Dave de Basque wrote:There are so many styles of things that people call "raised beds." What style are you thinking of?
Chris Kott wrote:Sounds good, Fabio.
Just a few things I noticed perusing this thread. The use of railroad ties was suggested. (...) What's the point in going to all the trouble of ensuring a food system free of the problems of conventionally produced food if you're going to literally surround your beds in toxicity anyways?
Chris Kott wrote:As to avoiding compaction, I agree with limiting the width of the beds such that the centre of each bed can be reached from either side of the row.(...) So if hardwood chips last two years, I would expect softwood chips to last maybe a year. If you filled your paths with slash and topped them up, I couldn't really say, but the presence of ramial wood would increase decompositon.
But let us know how you decide to proceed. Keep us posted, and good luck.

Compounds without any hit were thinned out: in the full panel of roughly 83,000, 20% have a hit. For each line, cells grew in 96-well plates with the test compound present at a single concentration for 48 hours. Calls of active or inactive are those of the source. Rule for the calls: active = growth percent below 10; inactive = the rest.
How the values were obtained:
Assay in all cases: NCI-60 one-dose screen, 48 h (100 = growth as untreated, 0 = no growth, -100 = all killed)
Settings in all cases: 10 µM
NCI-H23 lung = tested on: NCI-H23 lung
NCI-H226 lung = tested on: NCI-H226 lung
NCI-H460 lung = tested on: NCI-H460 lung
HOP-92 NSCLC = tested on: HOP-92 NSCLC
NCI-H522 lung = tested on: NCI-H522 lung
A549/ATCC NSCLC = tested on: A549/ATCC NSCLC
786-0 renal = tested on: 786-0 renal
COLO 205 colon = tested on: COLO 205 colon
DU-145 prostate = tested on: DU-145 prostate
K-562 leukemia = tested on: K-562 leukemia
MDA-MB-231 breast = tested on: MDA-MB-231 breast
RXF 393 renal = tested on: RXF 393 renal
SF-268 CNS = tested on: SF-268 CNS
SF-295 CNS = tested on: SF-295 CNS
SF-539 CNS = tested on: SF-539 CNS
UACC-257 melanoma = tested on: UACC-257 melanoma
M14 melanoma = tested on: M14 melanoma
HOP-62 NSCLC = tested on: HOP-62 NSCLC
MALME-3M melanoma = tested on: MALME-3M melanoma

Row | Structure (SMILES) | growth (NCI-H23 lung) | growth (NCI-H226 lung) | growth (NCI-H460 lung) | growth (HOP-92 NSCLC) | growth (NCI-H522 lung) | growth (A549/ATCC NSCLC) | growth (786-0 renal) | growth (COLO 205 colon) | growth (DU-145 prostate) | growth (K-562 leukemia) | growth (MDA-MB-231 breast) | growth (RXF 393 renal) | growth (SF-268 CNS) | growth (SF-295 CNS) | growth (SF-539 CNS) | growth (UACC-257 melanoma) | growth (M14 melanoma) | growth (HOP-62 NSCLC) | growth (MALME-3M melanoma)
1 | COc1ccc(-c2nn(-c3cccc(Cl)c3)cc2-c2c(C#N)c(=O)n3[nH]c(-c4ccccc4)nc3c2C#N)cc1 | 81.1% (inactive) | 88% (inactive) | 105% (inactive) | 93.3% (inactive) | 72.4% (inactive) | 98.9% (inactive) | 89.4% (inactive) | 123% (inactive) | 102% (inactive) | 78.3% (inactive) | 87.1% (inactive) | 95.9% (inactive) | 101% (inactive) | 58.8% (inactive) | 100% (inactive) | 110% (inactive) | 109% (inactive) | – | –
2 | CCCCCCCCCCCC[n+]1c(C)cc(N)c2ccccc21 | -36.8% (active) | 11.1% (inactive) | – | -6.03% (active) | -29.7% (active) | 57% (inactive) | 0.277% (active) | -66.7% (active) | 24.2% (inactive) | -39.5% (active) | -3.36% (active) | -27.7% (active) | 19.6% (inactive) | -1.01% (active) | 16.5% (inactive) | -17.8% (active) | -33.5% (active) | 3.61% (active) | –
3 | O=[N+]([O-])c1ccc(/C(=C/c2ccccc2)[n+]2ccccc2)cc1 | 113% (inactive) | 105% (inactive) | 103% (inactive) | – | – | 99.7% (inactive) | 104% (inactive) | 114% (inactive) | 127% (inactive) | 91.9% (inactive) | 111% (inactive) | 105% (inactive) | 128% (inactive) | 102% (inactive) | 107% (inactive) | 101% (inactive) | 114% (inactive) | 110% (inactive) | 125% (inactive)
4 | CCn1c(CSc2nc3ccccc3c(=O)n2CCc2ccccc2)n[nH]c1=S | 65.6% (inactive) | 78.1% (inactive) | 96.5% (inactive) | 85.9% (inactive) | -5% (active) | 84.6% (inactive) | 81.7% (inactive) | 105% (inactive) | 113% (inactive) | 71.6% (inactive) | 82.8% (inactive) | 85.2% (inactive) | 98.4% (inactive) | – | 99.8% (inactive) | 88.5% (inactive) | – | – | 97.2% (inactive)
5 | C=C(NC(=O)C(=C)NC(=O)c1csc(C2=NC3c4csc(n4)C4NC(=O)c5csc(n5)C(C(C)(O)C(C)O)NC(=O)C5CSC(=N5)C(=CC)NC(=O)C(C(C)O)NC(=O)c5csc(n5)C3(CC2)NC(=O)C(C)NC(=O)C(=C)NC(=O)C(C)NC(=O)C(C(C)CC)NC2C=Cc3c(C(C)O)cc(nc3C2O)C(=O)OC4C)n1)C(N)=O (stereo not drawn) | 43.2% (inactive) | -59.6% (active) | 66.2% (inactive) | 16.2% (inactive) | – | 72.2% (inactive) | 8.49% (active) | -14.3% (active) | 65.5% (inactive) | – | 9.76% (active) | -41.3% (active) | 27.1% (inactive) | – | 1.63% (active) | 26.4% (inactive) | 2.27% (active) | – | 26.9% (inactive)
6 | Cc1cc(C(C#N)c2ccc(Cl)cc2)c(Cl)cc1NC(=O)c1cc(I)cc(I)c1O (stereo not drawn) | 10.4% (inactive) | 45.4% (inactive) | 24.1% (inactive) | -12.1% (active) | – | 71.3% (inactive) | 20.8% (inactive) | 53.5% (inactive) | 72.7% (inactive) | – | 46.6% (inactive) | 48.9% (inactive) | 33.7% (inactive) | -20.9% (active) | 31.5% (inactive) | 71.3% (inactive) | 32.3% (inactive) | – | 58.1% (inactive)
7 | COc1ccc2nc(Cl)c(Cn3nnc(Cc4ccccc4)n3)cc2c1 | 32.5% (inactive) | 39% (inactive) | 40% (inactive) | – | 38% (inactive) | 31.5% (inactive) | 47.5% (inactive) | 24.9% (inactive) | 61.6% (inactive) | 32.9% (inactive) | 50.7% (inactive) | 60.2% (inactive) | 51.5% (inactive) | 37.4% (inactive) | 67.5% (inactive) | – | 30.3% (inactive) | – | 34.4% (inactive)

James Mariorenzi wrote:Ciao Fabio,
I made 10 raised beds last year. 1m by 10m
I used rock sourced from a local marble quarry for the sides which are about 30cm high.
As far as success, they are not so different than the plantings on level ground except they seemed to keep the cinghiale away. Maybe because of the height.
James Mariorenzi wrote:So far no safety concerns.
I only use the raised beds during the cold months. Salads, broccoletti, fave, cold weather crops.
I use sunken beds during warmer, drier months to help with water retention. In the summer, I don't have to worry about the boars as they go to the mountains for the season.